CHICAGO – A blast of icy polar air brought dangerously low temperatures to the U.S. Midwest on Wednesday, causing at least three more deaths while halting mail services and forcing residents who pride themselves on their winter hardiness to huddle indoors.
Andrew Orrison, a meteorologist with the National Weather Service, said some of the coldest wind chills were recorded in International Falls, Minnesota, at minus 55 degrees Fahrenheit (minus 48 Celsius). Even the South Pole was warmer, with an expected low of minus 24 F (minus 31 C) with wind chill.
Classes were canceled for Wednesday and Thursday for students across the region, including Chicago, home of the nation’s third-largest school system, and police warned of the risk of accidents on icy highways. Michigan said all state offices would remain closed through Thursday.
In a rare move, the U.S. Postal Service appeared to set aside its credo that “neither snow nor rain” would stop its work as it halted deliveries from parts of the Dakotas through Ohio.
At least eight deaths related to extreme cold weather have been reported since Saturday in Michigan, Iowa, Indiana, Illinois, Wisconsin and Minnesota, according to officials and media reports.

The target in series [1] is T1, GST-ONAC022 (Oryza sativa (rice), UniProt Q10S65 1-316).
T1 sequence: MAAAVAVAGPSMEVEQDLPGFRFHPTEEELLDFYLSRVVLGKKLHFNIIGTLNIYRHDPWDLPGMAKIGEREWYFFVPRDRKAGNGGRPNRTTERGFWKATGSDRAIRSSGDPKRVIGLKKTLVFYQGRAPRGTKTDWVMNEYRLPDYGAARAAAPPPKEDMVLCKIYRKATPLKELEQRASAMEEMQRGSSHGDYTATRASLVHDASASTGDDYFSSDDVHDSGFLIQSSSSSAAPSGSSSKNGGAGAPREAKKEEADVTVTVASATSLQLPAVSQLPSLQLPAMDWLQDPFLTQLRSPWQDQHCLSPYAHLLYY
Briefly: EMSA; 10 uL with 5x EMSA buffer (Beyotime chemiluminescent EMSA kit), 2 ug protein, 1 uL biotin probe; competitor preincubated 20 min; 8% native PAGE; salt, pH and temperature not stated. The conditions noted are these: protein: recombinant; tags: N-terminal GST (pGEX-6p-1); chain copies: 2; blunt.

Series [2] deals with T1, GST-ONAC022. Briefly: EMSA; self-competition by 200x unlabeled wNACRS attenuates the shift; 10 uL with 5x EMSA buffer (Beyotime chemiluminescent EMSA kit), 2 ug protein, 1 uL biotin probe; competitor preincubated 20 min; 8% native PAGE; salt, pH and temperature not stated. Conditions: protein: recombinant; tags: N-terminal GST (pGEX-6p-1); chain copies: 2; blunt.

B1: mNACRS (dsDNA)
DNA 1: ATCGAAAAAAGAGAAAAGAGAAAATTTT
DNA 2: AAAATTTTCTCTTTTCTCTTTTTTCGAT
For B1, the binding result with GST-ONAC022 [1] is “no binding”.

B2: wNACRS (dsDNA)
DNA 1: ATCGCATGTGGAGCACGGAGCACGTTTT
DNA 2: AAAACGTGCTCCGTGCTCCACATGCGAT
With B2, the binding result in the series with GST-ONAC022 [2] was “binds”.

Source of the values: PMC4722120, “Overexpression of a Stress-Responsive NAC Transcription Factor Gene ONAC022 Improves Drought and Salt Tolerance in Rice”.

More than a thousand flights — close to two-thirds of those scheduled — were canceled on Wednesday into or out of Chicago O’Hare and Chicago Midway international airports, according to the flight tracking site FlightAware.
Amtrak canceled all trains into and out of Chicago on Wednesday.
The bitter cold was caused by a displacement of the polar vortex, a stream of air that normally spins around the stratosphere over the North Pole, but whose current was disrupted and was now pushing south.
Officials opened warming centers across the Midwest, and in Chicago, police stations were open to anyone seeking refuge.
The Michigan Agency for Energy said the state’s utility companies had agreed not to shut off gas or electric supplies to delinquent customers for the rest of the week.